Perhaps, though, Wildrose will end up trying to be the next government, losing two or three more election cycles in the process, and decide that Danielle Smith's plan (immediately dismissed by Wildrose executives) isn't such a bad idea after all. In that scenario, Wildrose and the Progressive Conservatives can meld their differences and enter into a merger where the PC party swings more to the right structurally in return for removing their Wildrose opposition. This wouldn't be the first merger between the Wildrose Party and another party: the Wildrose and the Alberta Alliance, after all, merged just five years ago in order to present a united front...against the PC Party...okay it would still be weird, but not particularly so. A lot of people are already comparing this to another prominent political merger this century...
Its essentially like a replay of the 2002 merger of the federal PCs and the Canadian Alliance, except without any obvious reason as its clear the PCs are not in danger of losing to a left-wing party anytime soon.
frankly, if Prentice never bothered to lift a finger for, no one could do anything about because he already had a majority!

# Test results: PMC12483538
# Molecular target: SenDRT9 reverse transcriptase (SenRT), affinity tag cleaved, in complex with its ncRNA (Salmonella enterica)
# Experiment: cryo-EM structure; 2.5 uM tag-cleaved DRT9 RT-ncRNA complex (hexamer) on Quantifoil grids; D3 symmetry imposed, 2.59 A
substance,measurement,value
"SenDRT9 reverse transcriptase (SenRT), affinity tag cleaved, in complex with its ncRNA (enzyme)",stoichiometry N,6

Along with the government/opposition distinction Kyle references in that blogpost, there is perhaps a more major distinction between the "United Alternative" movement in the 1990s and the Danielle Smith merger plan (read: the Danielle Smith floor crossing plan): the "unite the right" movement started with Ezra Levant's "Winds of Change" conference in 1996. Craig Chandler had another in 1998. Reform itself turned into the Canadian Alliance following not one but two conferences, and then Peter McKay and Stephen Harper started working towards a party merger in 2003. In December 2003 the PC and Canadian Alliance memberships both ratified the change (support was in the 90% range for both parties). Hey, notice anything different about this process? Over a period of years various grassroots conferences and events were held to discuss and debate the merger(s). Letters to the Editor in various publications on each side was held. There were radio debates, there were live debates, there was a chance for voters to write their MPs and discuss their opinion on the issue. Whether or not you agreed with the Reform/PC merger that ultimately occurred at least there was a long period in which everybody got their chance to talk about it. Danielle Smith's floor-crossing party was a fait accompli: from what I can determine looking back in articles about this, only a week ago it was still just paranoid rantings from Loopy Joe Anglin, and definitely didn't include the Wildrose Leader. Now it seems that she's instantly the ringleader of a long-standing (but not long-mentioned!) plan of joining up with the man she called corrupt as she was side-dealing with him (at least now we know how she knew so well!). When was this discussed? When were Wildrose voters, or voters in their constituencies, in the loop about what was going to happen and why? She seemed to condense eight years of United Alternative discussions into roughly 36 hours of decision making, apparently only communicated through unfortunately timed leaks.